By Jill Jaracz


5 Min. To Read

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Every generation brings its own style to society, and now that Gen Z is starting to hit adulthood, we're starting to see what this generation is made up of, and when it comes to credit and credit card usage, the statistics are starting to paint an interesting picture.

Millennials are known for distancing themselves from credit cards, which came about because many of them saw their parents and other family members hit hard by the Great Recession in 2008 and learned the perils of having too much consumer debt.

On the other hand, Gen Z, the generation classified as having been born in 1995 or later, has a different mentality, and its members are embracing credit cards, even though they too saw the effects of the Great Recession. This generation also appears to be embracing the concept of having a credit card balance.

According to credit reporting company TransUnion, 31.5 million people who classify as Gen Z were eligible to have a credit card during the second quarter of this year, and the company predicts that over the next three years, this number will grow to 44.5 million. In the second quarter, TransUnion found that nearly 8 million of them were carrying a balance on their card, approximately one quarter of the group. This is a 41 percent increase from the same period last year, according to TransUnion's Q2 2019 Industry Insights Report.

"Both the newest and oldest members of the credit-eligible Gen Z generation are beginning to enter the credit market for the very first time," said Matt Komos, vice president of research and consulting at TransUnion, in a statement. "The rapid growth in Gen Z credit activity is occurring despite many of these individuals having grown up during the Great Recession. Though the recession itself lasted less than two years, its impact was felt for several years afterward."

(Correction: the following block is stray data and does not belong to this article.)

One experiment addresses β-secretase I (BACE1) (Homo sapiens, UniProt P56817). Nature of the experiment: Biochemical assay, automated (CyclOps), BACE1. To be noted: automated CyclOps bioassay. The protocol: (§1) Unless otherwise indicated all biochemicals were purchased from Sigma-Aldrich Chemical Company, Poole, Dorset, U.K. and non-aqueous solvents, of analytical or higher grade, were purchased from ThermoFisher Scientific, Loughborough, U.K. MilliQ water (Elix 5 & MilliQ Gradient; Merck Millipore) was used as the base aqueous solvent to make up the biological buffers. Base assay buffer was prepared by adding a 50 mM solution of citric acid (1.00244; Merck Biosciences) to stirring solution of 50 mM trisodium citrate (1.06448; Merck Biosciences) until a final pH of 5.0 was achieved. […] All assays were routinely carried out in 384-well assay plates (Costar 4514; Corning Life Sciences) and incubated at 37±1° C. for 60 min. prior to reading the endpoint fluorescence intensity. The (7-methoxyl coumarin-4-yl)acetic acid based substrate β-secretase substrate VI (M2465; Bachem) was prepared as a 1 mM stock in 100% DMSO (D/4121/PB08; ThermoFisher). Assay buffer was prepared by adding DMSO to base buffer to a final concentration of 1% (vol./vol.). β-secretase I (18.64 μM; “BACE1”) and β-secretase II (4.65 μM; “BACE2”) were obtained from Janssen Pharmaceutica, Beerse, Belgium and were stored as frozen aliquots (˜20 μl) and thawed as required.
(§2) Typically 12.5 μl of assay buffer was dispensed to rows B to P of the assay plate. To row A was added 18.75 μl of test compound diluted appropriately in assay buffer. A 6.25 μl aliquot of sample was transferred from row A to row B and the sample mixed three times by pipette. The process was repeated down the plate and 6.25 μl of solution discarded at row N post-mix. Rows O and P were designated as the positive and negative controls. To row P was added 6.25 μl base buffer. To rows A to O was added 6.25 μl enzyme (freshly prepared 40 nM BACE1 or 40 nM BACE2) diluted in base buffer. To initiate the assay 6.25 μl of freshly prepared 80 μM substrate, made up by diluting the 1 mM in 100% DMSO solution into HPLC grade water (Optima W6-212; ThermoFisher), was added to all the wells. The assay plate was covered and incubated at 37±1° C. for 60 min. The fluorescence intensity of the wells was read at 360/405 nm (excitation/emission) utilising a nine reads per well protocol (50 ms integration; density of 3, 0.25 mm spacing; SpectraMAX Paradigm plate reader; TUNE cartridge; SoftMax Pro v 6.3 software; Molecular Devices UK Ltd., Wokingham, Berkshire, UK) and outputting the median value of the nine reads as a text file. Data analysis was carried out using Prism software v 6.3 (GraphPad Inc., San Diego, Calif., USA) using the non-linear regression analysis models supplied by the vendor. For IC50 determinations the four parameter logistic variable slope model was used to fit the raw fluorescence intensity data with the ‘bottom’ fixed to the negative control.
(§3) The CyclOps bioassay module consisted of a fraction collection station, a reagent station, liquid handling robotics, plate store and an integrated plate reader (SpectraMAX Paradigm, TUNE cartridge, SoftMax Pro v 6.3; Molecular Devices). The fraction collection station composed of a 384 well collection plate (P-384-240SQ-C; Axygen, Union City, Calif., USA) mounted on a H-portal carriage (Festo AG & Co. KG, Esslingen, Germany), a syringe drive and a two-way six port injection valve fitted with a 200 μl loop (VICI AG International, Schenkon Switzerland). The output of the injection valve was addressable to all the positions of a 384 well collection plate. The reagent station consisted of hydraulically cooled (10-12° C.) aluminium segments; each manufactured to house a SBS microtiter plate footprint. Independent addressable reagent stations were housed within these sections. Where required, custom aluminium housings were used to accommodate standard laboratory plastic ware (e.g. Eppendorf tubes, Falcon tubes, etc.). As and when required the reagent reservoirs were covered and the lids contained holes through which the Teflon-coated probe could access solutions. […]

TransUnion's report looks at four types of credit products: auto loans, credit cards, mortgages and personal loans. In terms of those that consumers carried a balance, credit cards were by far the most popular credit vehicle for Gen Z, but that may be because a credit card can be more accessible than other types of credit products. Members of Gen Z may not be in the market for mortgage or personal loan yet, and compared to other generations, they made up just over five percent of all consumers with an outstanding credit card balance.

TransUnion found that in the second quarter of this year, consumers had 437.1 million credit cards and an average of $5,645 in debt per borrower. This is an increase of 17.1 million cards and $102 in debt from the same period last year, continuing a multi-year growth streak from 2016.

While this type of growth might be good for financial institutions who make money on credit card transaction fees and interest payments, it may not be as good for consumers who may pay more interest on larger balances. For Gen Z, it may be easy for them to fall into large amounts of credit card debt and then have difficulty getting other types of loans when they're ready to make large purchases, such as cars or homes. "As Gen Z begins to build their financial resume, it’s important that they develop healthy credit habits so they can shape their financial future," said Amy Thomann, head of consumer credit education at TransUnion, in a statement. "We encourage Gen Z, and every generation, to seek out credit education tools that will help them take control of their path toward better credit health."

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